The price of second-hand housing stood at 1,705 euros per square meter at the end of January, which represents an increase of 0.13% compared to a year ago, but also a fall of 0.36% compared to the month of December.
This tonic will be the dominant one in the coming months, given that we are going through a moderation scenario, which will also affect mortgages and sales. Containment will be the maximum in a market that has exhausted its upward trend, but that does not have room for further adjustments. The promoters, in a meeting held last week at the IESE, agreed with this diagnosis and affirmed that the demand that has been thrown up to the moment of the market, that of replacement, that is, that of those who already had a house and put it to the sale to buy another one, is already running out, while the purchase of first homes, that of young people, is not coming, as a result of their inability to save to pay the entrance. To this is added the uncertainty that exists in the market regarding the measures that the Government will implement. And, in addition, the reduction of the interest of the investors, that is measured in a fall of the real estate transactions in much greater degree than in one of the concessions of mortgages, that remains, for the moment, something more resistant.
Despite the low variation in average housing prices in January, both year-on-year and inter-monthly, there were still many differences according to different geographical areas.
Thus, due to provincial capitals, in Vitoria-Gasteiz the price of housing rose by about 10% in January compared to the same month last year; in Palma de Mallorca, it increased almost 8%; in Pamplona, just over 7%; and in Pontevedra and Huesca, more than 5%. But in another handful of cities there were very significant falls: in Zamora, this month of January housing was almost 9.5% cheaper than twelve months before; while in Barcelona, Ciudad Real and Logroño, the year-on-year fall exceeded 7%; and in Lleida, almost that percentage fell.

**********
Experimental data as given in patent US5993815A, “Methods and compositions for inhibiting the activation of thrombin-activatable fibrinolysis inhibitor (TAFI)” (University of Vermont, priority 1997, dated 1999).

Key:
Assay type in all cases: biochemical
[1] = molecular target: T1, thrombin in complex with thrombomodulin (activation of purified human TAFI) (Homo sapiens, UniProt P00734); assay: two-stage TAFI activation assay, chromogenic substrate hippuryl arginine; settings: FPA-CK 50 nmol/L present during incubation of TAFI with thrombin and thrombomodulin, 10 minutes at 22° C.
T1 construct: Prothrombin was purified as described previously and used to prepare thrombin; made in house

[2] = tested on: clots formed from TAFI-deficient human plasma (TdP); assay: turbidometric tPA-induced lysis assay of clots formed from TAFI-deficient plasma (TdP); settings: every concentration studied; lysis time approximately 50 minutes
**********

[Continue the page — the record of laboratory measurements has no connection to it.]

This same inequality is observed in the variation of prices in inter-monthly exchange. The most important increase, again, was recorded by Vitoria-Gasteiz, where, compared to December, housing was 4% more expensive. With monthly increases of more than 2.5%, Huesca, Pontevedra, Albacete and Las Palmas were also placed. But in Logroño, Zamora, Almería, Córdoba and Toledo, prices fell between 2.87% and 1.11%, in that order.
San Sebastián began the year as the provincial capital with the highest price of housing, with the square meter located at 4,913 euros, followed by Barcelona, where the square meter, on average, is sold at 4,408 euros. Madrid ranked third, at 3,959 euros. Palma de Mallorca and Bilbao complete the list of five most expensive cities in Spain, with the square meter located at 3,270 and 3,155 euros, respectively.
The city of Spain with the cheapest housing is Ávila, with the square meter located at 1,037 euros; followed by Ciudad Real (1,088 euros per square meter). Next are Jaén, Cáceres and Cuenca, where the price of housing ranges between 1,120 and 1,130 euros.
Experts discuss what can happen with the price of housing by geographical areas. Jorge Pérez de Leza, CEO of Metrovacesa, believes that large cities, such as Madrid and Barcelona, as well as medium-sized cities, such as Seville, Valencia, Bilbao, Las Palmas or Málaga, will continue to record growth in prices, for the dynamism of its activity, but adds that in the rest of the cities you have to be more careful because the demand is more limited. However, there are other experts, such as those from Tinsa, who believe that there is a movement towards homogeneity in price variations: in the places where housing has become more expensive in recent years, the evolution will slow down, while those who have not finished picking up, prices will remain stable.